Something else to rattle the brain as you learn French! Perhaps … and yet this will empower your brain substantially in the process. Les homographes! What is a homograph? This usually refers to a pair of words with the same spelling, identical or different pronunciation, which can be very slight and which have a different meaning. The homograph can present considerable difficulty for those who choose to learn French. Of course they exist in other languages too, so don’t go feeling all alone.
Here are some homographs in English and then some French examples by way of introduction
contént (adjective) = happy/pleased/satisfied ➤ cóntent (noun) = all that is contained in something
désert (noun) = a hot dry region ➤ desért (verb) = to leave
mínute (noun) = 60 seconds ➤ minúte (adjective) = very small
And now – some typical homographs as you commit to your French course
Ces homographes (these homographs) do not have the same pronunciation: Is the final consonant pronounced or silent?
sens (verbe sentir) je sens (silent ‘s’) le senteur de la belle fleur ➤ sens (nom) – Elle a le sens (‘s’ pronounced) du rythme (She has a good sense of rhythm).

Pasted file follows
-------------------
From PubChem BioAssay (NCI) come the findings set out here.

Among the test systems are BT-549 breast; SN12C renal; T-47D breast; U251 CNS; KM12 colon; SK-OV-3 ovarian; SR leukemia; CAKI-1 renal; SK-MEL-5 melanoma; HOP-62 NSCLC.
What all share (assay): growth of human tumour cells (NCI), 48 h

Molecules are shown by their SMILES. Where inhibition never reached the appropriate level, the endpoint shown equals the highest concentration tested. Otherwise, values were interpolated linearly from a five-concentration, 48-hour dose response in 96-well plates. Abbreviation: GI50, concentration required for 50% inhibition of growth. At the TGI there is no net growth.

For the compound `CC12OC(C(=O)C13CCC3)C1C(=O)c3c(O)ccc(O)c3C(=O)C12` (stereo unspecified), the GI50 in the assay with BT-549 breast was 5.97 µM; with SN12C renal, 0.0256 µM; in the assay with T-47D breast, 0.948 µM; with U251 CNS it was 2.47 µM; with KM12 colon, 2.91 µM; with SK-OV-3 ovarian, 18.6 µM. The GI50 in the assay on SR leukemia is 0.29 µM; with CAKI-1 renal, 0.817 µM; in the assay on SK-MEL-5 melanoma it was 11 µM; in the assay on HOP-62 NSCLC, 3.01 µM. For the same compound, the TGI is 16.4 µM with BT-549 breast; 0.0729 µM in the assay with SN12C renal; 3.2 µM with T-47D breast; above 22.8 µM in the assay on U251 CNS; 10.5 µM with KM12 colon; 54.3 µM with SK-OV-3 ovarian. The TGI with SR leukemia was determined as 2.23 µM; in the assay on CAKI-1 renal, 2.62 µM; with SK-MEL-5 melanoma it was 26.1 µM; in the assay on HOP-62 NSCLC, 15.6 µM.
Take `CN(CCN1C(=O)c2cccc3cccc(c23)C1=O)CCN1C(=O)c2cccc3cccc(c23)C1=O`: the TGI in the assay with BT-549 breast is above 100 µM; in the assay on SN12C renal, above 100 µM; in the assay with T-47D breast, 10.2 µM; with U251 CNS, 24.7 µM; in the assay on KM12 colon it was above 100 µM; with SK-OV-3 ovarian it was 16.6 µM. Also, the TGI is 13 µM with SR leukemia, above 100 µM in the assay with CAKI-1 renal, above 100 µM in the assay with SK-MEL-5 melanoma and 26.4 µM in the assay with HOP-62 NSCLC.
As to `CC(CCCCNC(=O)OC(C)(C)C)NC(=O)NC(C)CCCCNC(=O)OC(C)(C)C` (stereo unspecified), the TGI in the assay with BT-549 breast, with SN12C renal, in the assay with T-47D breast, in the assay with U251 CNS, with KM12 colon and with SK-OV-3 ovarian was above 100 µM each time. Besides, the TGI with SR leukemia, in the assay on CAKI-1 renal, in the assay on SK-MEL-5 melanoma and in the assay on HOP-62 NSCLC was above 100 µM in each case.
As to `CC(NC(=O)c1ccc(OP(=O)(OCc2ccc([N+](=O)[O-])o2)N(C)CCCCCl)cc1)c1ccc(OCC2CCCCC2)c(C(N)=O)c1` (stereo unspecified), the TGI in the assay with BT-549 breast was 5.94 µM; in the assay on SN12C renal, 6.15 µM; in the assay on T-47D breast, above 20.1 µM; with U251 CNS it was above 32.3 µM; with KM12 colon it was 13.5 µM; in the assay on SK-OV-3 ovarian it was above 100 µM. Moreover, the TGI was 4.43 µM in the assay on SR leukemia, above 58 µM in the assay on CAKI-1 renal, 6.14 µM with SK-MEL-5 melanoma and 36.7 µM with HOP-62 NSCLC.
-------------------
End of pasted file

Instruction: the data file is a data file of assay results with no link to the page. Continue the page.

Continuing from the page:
plus (= more/adverb of comparison) Jean mange plus (‘s’ not pronounced) que moi (Jean eats more than me).
➤ plus – C’est lui qui est plus (liaison) actif. (It’s him who is more active) ➤ Cela est un plus (‘s’ pronounced) pour nous. (That’s in our favour/it’s a plus for us).
Les homographes ending in -ent: the verb ending (3rd person plural) is not pronounced/ the adjective or noun is pronounced ‘en’.
Les hommes négligent (verb/silent ending – neglect – pronounced néglige) ➤ leur appartement (noun) (The men neglect their apartment) .
If you have read this far, you have experienced some brain teasing. À la prochaine………